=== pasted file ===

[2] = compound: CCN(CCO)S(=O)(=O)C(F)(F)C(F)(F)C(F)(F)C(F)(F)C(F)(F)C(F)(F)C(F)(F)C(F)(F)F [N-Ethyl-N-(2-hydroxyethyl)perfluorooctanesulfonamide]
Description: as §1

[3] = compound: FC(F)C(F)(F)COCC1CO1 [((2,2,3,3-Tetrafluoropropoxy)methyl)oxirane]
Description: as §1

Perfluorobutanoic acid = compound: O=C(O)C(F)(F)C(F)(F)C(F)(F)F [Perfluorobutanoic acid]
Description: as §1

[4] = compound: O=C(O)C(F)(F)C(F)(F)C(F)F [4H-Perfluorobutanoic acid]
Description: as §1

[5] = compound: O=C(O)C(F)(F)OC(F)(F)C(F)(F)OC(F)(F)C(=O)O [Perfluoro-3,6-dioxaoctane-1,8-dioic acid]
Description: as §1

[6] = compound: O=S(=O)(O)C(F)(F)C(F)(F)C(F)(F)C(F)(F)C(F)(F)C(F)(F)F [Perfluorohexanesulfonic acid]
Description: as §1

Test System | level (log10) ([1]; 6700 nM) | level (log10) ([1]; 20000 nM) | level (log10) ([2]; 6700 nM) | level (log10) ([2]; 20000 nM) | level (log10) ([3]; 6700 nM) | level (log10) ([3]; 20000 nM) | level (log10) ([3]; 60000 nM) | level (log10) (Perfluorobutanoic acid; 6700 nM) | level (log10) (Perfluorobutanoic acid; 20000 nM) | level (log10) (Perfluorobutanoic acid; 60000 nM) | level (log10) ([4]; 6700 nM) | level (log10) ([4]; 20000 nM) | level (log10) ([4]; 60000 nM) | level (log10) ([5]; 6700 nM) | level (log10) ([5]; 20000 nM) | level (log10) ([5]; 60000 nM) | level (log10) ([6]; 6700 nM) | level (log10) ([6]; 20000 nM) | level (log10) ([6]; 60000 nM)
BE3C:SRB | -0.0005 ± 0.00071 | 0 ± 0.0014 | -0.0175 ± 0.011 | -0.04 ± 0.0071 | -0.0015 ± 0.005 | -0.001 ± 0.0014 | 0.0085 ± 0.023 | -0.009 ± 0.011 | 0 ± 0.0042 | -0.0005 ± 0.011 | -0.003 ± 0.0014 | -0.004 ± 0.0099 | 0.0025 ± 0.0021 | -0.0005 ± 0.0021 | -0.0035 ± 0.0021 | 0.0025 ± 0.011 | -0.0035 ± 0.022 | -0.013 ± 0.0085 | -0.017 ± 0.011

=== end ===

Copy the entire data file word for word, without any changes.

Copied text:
[2] = compound: CCN(CCO)S(=O)(=O)C(F)(F)C(F)(F)C(F)(F)C(F)(F)C(F)(F)C(F)(F)C(F)(F)C(F)(F)F [N-Ethyl-N-(2-hydroxyethyl)perfluorooctanesulfonamide]
Description: as §1

[3] = compound: FC(F)C(F)(F)COCC1CO1 [((2,2,3,3-Tetrafluoropropoxy)methyl)oxirane]
Description: as §1

Perfluorobutanoic acid = compound: O=C(O)C(F)(F)C(F)(F)C(F)(F)F [Perfluorobutanoic acid]
Description: as §1

[4] = compound: O=C(O)C(F)(F)C(F)(F)C(F)F [4H-Perfluorobutanoic acid]
Description: as §1

[5] = compound: O=C(O)C(F)(F)OC(F)(F)C(F)(F)OC(F)(F)C(=O)O [Perfluoro-3,6-dioxaoctane-1,8-dioic acid]
Description: as §1

[6] = compound: O=S(=O)(O)C(F)(F)C(F)(F)C(F)(F)C(F)(F)C(F)(F)C(F)(F)F [Perfluorohexanesulfonic acid]
Description: as §1

Test System | level (log10) ([1]; 6700 nM) | level (log10) ([1]; 20000 nM) | level (log10) ([2]; 6700 nM) | level (log10) ([2]; 20000 nM) | level (log10) ([3]; 6700 nM) | level (log10) ([3]; 20000 nM) | level (log10) ([3]; 60000 nM) | level (log10) (Perfluorobutanoic acid; 6700 nM) | level (log10) (Perfluorobutanoic acid; 20000 nM) | level (log10) (Perfluorobutanoic acid; 60000 nM) | level (log10) ([4]; 6700 nM) | level (log10) ([4]; 20000 nM) | level (log10) ([4]; 60000 nM) | level (log10) ([5]; 6700 nM) | level (log10) ([5]; 20000 nM) | level (log10) ([5]; 60000 nM) | level (log10) ([6]; 6700 nM) | level (log10) ([6]; 20000 nM) | level (log10) ([6]; 60000 nM)
BE3C:SRB | -0.0005 ± 0.00071 | 0 ± 0.0014 | -0.0175 ± 0.011 | -0.04 ± 0.0071 | -0.0015 ± 0.005 | -0.001 ± 0.0014 | 0.0085 ± 0.023 | -0.009 ± 0.011 | 0 ± 0.0042 | -0.0005 ± 0.011 | -0.003 ± 0.0014 | -0.004 ± 0.0099 | 0.0025 ± 0.0021 | -0.0005 ± 0.0021 | -0.0035 ± 0.0021 | 0.0025 ± 0.011 | -0.0035 ± 0.022 | -0.013 ± 0.0085 | -0.017 ± 0.011